The majority of organizations face a major problem in controlling access to confidential information. Data that is sensitive may be tightly linked to customer trust. This makes it even more important to protect against misuse. Information that can identify an individual needs to be governed by a series of policies that prevent identity theft, compromising of systems or accounts and other serious consequences. To reduce the risk of these issues access to sensitive information should be controlled with precise role-based authorization.
There are many different models that allow access to sensitive information. The most basic model, a discretionary access control (DAC) allows an administrator or owner to choose who can view files and what actions they may perform. This is the default for most Windows, macOS, and UNIX file systems.
Role-based access control is a more robust and secure method. This model is a way to align privileges with a person’s specific job requirements. It also implements important security principles, including an orderly separation of privileges, and the principle of minimal privilege.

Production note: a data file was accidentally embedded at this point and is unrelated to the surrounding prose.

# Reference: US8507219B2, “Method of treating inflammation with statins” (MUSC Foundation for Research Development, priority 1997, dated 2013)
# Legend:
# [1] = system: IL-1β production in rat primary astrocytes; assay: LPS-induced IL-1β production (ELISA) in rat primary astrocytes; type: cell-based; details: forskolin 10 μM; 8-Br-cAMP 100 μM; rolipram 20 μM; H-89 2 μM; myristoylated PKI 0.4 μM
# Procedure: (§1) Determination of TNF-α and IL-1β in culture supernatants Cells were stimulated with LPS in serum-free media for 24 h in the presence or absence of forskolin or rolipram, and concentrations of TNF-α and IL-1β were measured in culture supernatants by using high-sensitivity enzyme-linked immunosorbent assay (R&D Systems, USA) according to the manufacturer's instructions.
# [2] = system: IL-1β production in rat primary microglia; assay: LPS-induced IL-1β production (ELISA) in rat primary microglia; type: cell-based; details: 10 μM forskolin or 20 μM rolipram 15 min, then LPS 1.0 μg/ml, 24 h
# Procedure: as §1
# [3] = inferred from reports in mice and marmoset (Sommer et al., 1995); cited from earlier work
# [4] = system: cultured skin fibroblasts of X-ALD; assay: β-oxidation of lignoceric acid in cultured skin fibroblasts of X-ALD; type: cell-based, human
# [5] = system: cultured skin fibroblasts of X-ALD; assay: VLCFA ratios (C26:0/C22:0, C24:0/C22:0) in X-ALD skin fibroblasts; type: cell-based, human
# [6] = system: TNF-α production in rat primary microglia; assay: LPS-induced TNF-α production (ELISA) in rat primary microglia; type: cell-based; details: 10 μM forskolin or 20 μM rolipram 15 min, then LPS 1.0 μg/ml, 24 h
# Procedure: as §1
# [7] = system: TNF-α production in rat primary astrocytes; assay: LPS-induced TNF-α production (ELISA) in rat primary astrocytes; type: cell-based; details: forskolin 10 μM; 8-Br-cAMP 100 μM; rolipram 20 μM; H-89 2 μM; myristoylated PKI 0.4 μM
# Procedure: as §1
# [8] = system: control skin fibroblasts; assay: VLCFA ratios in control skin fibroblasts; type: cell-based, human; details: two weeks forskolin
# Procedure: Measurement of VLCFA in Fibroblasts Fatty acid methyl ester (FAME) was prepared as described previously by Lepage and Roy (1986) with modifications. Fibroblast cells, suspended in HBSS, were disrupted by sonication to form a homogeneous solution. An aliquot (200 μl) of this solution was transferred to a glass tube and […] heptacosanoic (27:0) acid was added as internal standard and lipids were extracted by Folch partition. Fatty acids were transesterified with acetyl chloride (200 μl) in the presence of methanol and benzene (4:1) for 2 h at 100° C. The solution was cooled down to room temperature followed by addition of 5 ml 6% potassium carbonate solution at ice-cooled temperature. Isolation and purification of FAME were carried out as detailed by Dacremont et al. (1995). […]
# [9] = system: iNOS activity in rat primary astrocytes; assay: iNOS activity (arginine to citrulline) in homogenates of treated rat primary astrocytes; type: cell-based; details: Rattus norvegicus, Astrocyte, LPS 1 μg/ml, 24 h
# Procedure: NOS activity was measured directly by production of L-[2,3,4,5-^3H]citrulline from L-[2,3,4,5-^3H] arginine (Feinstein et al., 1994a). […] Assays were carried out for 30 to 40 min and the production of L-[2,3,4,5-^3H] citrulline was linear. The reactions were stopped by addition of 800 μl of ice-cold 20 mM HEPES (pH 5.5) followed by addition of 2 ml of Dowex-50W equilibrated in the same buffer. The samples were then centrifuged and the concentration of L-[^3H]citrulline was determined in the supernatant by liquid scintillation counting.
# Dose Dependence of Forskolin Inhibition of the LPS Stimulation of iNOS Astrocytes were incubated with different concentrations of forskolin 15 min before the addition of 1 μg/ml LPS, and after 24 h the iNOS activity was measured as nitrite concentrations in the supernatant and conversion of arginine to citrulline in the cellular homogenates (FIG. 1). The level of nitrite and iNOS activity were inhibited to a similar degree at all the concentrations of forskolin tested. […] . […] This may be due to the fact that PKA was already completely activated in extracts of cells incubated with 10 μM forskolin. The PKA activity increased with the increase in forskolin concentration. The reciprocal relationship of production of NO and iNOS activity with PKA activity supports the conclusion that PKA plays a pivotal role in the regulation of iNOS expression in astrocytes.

Fine-grained access control goes far beyond RBAC by allowing administrators to assign permissions in accordance with an individual’s identity. It makes use of a combination that includes something you recognize, such as an account number, password or device that generates browse around here codes as well as something you own like keys, access cards, or devices with code-generating capabilities and something you’re like, such as your fingerprint, iris scan or voice print. This allows for greater control and eliminates the majority of authorization problems, such as insecure access to former employees or access to sensitive data through third-party apps.